- Religion and Profit Jump Together:Isaac Allerton's Tale
Something unexpected happened to me the other day in New Haven. I went there to give a talk at Yale Divinity School, where I had studied half a century ago. The school stands on Prospect Street a mile or so from the city's center on high ground overlooking Long Island Sound. I had arrived a little early for a lunch date with the dean and was killing time, poking around and noting the persistence of the old amid the presence of the new. And as I mused upon the changing face of earthly things, it seemed to me the place became strangely translucent, as though of mist or gauze; the scene seemed lit from far behind; and I passed through the scrim of time into another world, three and a half centuries ago.
The rise of land seemed higher then and nearer heaven. The granite ridge looked out on blue water, green shore, and the tight grid of a small town centered on a common and a church. A breeze was kicking up whitecaps in the harbor; sailing ships bounced at their moorings. . . . I did not see the man approaching till he came quite near, for my mind was dazed and he came quickly.
He was remarkably palpable for a ghost-a wiry, angular man about my own height, five feet ten-tall for his time; clean shaven, with gray hair and pale blue eyes; his face was lined like spiders' webs, a weather beaten face. I took him to be past 60. His trim, plain clothing marked him as a man of means or, at any rate, as one who cared about appearances. His hands were smooth. He greeted me as though there were no difference in our worlds and times. He gestured toward the view as though he owned some part of it. He spoke matter-of-factly, as a guide might speak. That town, he said, was planted 16 years ago and now in this year of grace 1654 numbers above 500 souls. He squinted toward the harbor while he spoke, as though checking the ships, and he kept one hand in a pocket, chinking coin. [End Page 145]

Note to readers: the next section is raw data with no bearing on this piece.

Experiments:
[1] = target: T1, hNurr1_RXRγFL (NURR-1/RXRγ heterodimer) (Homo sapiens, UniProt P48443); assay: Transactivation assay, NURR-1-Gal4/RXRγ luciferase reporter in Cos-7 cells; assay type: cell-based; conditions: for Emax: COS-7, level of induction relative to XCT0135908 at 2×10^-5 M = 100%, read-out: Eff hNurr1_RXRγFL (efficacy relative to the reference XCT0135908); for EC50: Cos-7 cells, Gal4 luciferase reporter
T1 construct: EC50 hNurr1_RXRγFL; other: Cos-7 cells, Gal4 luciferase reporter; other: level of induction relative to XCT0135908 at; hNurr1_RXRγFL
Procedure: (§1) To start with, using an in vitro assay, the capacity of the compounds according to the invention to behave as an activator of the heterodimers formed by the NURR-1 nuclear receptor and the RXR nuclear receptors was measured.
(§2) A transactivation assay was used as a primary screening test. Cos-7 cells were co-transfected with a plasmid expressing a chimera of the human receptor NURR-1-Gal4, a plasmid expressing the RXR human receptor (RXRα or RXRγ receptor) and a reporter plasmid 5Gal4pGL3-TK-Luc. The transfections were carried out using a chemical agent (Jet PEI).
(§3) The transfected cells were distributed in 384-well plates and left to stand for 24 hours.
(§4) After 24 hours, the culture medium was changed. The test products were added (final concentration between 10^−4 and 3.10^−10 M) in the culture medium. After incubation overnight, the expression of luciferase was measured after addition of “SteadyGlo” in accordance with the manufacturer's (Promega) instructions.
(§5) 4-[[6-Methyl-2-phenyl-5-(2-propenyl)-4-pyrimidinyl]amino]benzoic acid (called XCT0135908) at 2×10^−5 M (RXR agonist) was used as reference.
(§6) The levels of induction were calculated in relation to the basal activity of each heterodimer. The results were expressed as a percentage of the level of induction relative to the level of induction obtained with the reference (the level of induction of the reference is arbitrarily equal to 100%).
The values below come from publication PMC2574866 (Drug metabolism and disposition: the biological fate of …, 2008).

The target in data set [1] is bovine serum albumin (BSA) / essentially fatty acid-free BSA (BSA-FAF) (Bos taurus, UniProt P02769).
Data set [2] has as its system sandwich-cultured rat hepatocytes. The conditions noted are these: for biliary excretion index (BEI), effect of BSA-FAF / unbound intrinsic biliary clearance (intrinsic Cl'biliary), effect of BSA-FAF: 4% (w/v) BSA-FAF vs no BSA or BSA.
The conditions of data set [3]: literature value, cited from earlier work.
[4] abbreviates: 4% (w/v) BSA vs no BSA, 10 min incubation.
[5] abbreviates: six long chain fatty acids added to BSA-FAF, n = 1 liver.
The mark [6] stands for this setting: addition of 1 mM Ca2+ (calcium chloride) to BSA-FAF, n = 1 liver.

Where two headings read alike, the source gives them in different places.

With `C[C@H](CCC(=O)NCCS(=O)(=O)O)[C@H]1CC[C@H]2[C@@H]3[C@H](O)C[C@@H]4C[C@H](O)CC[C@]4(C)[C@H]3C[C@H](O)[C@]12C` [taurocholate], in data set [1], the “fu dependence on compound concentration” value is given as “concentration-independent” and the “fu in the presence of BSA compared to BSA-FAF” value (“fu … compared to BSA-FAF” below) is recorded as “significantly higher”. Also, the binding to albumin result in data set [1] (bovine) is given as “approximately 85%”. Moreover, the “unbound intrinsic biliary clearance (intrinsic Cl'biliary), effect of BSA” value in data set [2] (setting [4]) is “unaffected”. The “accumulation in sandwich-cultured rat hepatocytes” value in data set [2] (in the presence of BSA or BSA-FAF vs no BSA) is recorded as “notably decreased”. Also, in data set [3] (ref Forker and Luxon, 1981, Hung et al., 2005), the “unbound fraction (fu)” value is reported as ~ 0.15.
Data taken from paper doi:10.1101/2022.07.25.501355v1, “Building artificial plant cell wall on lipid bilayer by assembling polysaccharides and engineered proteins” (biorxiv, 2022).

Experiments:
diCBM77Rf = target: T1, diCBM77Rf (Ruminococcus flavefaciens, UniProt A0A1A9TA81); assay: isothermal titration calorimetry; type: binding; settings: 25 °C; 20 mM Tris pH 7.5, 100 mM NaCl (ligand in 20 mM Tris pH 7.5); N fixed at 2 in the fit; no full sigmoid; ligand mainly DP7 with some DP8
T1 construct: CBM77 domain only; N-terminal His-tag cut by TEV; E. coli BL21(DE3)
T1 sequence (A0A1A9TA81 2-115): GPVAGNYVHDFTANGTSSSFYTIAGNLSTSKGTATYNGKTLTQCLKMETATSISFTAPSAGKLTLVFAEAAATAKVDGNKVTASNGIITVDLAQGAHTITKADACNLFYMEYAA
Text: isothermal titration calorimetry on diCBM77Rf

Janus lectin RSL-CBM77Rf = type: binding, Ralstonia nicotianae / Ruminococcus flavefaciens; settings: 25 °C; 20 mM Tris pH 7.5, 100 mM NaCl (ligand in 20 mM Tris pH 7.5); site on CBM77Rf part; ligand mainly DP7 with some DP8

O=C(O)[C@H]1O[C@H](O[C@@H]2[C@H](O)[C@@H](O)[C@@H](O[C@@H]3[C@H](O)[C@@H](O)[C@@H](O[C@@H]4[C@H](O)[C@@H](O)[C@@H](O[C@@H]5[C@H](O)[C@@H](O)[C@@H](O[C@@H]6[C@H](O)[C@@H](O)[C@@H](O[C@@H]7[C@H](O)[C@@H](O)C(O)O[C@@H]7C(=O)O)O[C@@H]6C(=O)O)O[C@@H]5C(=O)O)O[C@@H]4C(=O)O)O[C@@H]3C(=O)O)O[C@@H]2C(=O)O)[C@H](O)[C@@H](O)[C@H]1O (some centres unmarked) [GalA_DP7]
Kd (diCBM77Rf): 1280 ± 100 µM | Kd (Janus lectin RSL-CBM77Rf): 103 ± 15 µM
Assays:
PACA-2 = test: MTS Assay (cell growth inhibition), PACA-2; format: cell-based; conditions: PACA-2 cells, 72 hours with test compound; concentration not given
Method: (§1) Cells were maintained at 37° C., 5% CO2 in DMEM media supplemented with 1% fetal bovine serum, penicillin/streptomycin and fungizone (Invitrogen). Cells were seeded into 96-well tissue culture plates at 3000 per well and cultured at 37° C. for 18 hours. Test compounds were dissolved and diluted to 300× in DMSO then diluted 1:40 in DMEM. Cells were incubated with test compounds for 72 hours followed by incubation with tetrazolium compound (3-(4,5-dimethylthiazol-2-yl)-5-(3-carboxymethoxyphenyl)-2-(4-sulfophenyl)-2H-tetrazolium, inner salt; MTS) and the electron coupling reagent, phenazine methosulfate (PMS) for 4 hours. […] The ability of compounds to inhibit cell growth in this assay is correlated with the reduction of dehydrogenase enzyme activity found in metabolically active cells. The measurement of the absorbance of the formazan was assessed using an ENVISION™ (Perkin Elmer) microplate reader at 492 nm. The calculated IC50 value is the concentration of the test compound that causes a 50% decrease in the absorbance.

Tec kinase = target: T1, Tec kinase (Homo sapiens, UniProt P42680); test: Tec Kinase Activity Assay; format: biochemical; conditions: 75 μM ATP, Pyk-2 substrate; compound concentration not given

"How shall the future of this town be cast?" he asked. "Will the scale tip towards port or meeting house?" He paused. When he spoke again, an oracular note came into his speech: "I shall not live to see this question out, for I approach the rightful limit of my span. I shall die in this place, where I have lived these latter years. My dust will lie in the common burying ground. I do not think it will add much to the general corruption. Others, I know, hold differently. The question hangs thus betwixt them and me.
I have my present dwelling in the town, nearer the harbor than the church. After long wayfaring, more wet than dry as I can tell you, I came here in the natural course of trade. I have outlived two wives; my third helpmeet and my younger son are here. My other children, those that live, are . . . where they are; I have no eye to them. Daughter Mary, who came with me on the Mayflower, remains at Plymouth; she wed the son of Master Robert Cushman, that pious little fraud. May she live long and never know regret; the choice was none of mine.
For some threescore years, I have known good and evil fortune. My compass in this world is wider than most men's, for I have crossed the ocean 15 times, and I have sailed this rude coast eastward to the Gulf of Maine, past Castine and down Machias way. They say a seasick man dies many deaths . . . yet I survive.
My name? My name is Isaac Allerton-Master Allerton. My trade . . . is trade. Hear me."
He and I had been standing. Now we sat down on a slab of ledge, and Master Allerton, still peering at the sea, spoke on. While he spoke, I scribbled, trying to catch his brusque and marching words. Lunch with the dean would have to wait.
"I come," he...